13. Adopt a "capuzzella" (an affectionate nickname for skull) at the Fontanelle cemetery, a former ossuary still full of hundreds of skulls and bones. Note, you may find it disturbing, yet in past centuries local people took care of and cherished the skulls to receive the dead's protection and blessing.
14. See Naples from the sea: you can opt for a romantic dinner on a sail ship, a short trip at sunset o\n a fishing boat departing from Castel dell'Ovo or the seasonal ferryboat Batò Muscio http://www.capitanmorgan.it/dettaglio_escursione.php?id=10 , its name mocking the iconic Parisian bateaux mouches.
15. For sporty people: Take a kayak out to the Gaiola protected marine area and underwater archeological park, to explore the city seashore and its mesmerising depths.
16. Trek on the iconic Mount Vesuvius, climbing up to the crater with expert guides, to watch the city and its gulf from up above. Different difficulty levels and paths are possible.
17. Follow San Gennaro's footsteps: the cult of the Saint Patron is always alive in Naples and its annual “miracle” (when the Saint is supposedly liquifying his blood in the reliquary ampoule, predicting good luck to the city, or bad if the blood stays congealed) is much awaited for. The Holy Mile is a sacred, one-mile long itinerary, from the tomb of San Gennaro and the several catacombs in the Sanità district to his Treasure in the magnificent Dome.
18. Discover more of the Sanità borough, one of the city's most ancient and authentic area, full of interesting buildings such as the stunning Santa Maria della Sanità cathedral, the beautiful Palazzo San Felice and the building in via Santa Maria Antesaecula where the beloved Neapolitan actor Totò (Antonio de Curtis) was born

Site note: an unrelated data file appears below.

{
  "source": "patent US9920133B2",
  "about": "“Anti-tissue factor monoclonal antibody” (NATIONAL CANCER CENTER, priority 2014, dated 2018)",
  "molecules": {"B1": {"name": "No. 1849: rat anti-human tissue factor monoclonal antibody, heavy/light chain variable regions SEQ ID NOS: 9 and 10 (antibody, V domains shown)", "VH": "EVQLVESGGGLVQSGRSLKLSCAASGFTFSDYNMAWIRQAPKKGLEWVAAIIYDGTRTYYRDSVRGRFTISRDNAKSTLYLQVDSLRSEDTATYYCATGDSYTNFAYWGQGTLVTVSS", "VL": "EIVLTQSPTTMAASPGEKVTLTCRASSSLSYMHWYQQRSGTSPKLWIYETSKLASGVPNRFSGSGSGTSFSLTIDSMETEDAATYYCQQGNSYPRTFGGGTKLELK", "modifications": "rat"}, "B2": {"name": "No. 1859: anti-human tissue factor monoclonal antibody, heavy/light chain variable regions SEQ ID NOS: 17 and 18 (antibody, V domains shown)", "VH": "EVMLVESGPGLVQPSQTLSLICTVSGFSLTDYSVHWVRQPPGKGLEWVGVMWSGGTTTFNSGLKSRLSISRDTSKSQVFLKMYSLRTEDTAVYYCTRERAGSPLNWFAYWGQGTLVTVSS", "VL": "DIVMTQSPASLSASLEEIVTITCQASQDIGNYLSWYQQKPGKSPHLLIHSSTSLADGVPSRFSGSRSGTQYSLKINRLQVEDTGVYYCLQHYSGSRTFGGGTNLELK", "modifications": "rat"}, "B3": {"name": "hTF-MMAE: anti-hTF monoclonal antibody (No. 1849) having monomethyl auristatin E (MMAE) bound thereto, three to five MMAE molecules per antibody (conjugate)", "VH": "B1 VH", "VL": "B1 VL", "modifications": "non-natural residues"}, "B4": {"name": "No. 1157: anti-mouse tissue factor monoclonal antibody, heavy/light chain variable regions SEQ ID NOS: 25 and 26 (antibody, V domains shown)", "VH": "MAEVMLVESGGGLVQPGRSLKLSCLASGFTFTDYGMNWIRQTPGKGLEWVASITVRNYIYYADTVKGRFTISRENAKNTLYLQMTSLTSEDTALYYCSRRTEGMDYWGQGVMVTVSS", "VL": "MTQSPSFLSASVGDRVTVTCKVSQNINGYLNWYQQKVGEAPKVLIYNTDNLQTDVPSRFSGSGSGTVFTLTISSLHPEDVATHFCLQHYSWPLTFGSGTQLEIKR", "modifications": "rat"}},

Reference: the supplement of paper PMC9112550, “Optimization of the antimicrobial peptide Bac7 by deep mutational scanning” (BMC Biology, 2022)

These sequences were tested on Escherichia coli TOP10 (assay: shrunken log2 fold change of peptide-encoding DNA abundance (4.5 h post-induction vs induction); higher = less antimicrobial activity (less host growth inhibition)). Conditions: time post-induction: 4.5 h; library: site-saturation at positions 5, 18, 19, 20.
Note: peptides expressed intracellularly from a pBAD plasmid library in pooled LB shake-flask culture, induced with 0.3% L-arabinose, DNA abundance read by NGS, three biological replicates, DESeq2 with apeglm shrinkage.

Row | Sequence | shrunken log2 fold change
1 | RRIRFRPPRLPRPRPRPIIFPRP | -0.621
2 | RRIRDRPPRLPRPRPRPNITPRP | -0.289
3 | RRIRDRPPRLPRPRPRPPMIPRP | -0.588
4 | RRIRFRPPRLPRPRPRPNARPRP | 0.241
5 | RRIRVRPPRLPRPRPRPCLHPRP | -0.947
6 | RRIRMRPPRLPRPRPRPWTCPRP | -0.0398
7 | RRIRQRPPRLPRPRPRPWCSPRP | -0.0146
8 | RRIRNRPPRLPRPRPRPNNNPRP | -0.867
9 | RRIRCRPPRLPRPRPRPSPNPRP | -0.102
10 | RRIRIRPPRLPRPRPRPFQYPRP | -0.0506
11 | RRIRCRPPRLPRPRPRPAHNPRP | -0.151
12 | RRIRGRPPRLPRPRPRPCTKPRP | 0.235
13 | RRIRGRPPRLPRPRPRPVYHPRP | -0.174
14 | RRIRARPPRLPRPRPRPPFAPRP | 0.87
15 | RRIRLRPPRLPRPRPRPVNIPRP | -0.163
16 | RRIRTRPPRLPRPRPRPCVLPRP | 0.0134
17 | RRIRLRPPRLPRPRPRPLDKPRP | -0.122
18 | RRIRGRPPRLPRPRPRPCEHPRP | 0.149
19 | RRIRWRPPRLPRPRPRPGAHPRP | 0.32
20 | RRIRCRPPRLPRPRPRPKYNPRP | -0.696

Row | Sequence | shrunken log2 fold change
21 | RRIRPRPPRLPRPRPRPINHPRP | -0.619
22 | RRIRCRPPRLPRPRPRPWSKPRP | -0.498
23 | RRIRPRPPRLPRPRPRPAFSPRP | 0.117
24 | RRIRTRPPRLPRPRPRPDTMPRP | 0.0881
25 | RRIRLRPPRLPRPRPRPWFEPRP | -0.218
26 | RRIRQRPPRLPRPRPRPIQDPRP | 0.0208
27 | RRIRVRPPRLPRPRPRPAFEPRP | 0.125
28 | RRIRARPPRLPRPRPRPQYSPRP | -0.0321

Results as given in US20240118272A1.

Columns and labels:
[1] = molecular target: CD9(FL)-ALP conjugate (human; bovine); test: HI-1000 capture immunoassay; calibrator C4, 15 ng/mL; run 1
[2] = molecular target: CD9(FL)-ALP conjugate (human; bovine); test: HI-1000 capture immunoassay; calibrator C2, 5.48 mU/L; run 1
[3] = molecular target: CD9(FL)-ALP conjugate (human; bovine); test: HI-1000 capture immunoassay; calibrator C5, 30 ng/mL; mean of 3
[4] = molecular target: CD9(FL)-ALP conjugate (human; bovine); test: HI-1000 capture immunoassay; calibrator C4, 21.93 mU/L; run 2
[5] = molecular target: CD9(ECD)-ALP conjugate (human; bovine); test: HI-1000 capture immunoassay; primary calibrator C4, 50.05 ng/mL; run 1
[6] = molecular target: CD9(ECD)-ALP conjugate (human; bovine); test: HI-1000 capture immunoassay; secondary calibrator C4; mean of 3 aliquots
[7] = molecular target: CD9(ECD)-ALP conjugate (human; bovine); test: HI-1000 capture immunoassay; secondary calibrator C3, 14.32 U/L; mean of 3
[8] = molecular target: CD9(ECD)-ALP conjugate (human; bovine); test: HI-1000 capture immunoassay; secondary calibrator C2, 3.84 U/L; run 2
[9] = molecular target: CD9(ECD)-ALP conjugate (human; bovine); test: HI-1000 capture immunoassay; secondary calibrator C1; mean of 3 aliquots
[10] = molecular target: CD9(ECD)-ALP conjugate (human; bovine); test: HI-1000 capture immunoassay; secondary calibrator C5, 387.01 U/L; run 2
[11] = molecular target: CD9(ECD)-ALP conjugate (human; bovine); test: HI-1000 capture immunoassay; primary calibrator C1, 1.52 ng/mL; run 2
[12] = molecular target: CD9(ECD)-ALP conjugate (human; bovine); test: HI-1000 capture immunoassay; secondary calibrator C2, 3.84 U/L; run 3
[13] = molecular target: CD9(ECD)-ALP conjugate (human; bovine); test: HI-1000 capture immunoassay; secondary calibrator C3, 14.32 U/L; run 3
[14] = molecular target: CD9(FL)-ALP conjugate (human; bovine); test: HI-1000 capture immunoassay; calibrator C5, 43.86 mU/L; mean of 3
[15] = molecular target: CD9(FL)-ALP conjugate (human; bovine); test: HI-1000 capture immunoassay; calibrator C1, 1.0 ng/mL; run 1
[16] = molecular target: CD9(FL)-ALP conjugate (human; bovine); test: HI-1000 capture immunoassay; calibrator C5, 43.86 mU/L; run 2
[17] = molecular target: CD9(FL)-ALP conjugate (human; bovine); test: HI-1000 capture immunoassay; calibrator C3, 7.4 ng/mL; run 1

19. Eat a “pizza a libretto”: the typical local street food is a small round margherita or marinara double-folded and served in a piece of paper, to eat as you walk. We suggest Gennaro Salvo's Pizza a Portafoglio on via Toledo or Concettina ai Tre Santi in the Sanità district.
Pizza a Portafoglio, Photo credit: www.hotel-villamedici.com
20. Have an early breakfast on a giant fried pizza – or on the smaller “battilocchio” - filled with ricotta cheese, pepper and pork scraps at La Masardona, a temple of pizza fritta open from 7am. At more decent hours, try Gino Sorbillo's pizza fritta at Zia Esterina, right next to his famous pizzeria.
21. Eat a delicious sfogliatella (typical Neapolitan cake made of a shortcrust or layered “shell” filled with ricotta, sugar, semolina and candied citrus) fresh out of the oven. The best are to be found at Attanasio.
22.Take a walk on the wharf in Coroglio, half way between Naples and Pozzuoli. Get all the way to the end and you will feel immersed, or rather suspended over the sea of the smaller Pozzuoli gulf.
23. Attend an opera show, a ballet or a concert at the wonderful San Carlo Theatre, the world's oldest Opera Theatre. Guided tours are held on special days only but the Theatre also hosts the Memus-Museum and Historical Archive.
24. Climb up to the top of Castel dell'Ovo, Naples' oldest castle, located on the former island of Megaride, now connected to the city by a causeway: admire the bay from up above and find out the origins of the castle's name, which refers to a magical egg.
25. Drink a true Neapolitan coffee made with the cuccuma, the traditional Neapolitan flip coffee pot, at the elegant Gran Caffè La Caffettiera.
26. Admire the stunning sculptures in the fascinating San Severo Chapel Museum, which include the famous, incredible 'Veiled Christ.'
27. Leave a “caffé sospeso”: following an old habit, in many coffee shops you can pay for an extra espresso to be offered to those who can't afford it.
28. Eat “'o pere e 'o musso” (boiled pig's tripes, trotters and snout seasoned with lemon) at one of the ancient tripe shops in the historical center of the city.
29. Buy an original “horn” lucky charm for a friend: to be effective, it should be received as a present and – if made of clay – its point should “accidentally” be chipped.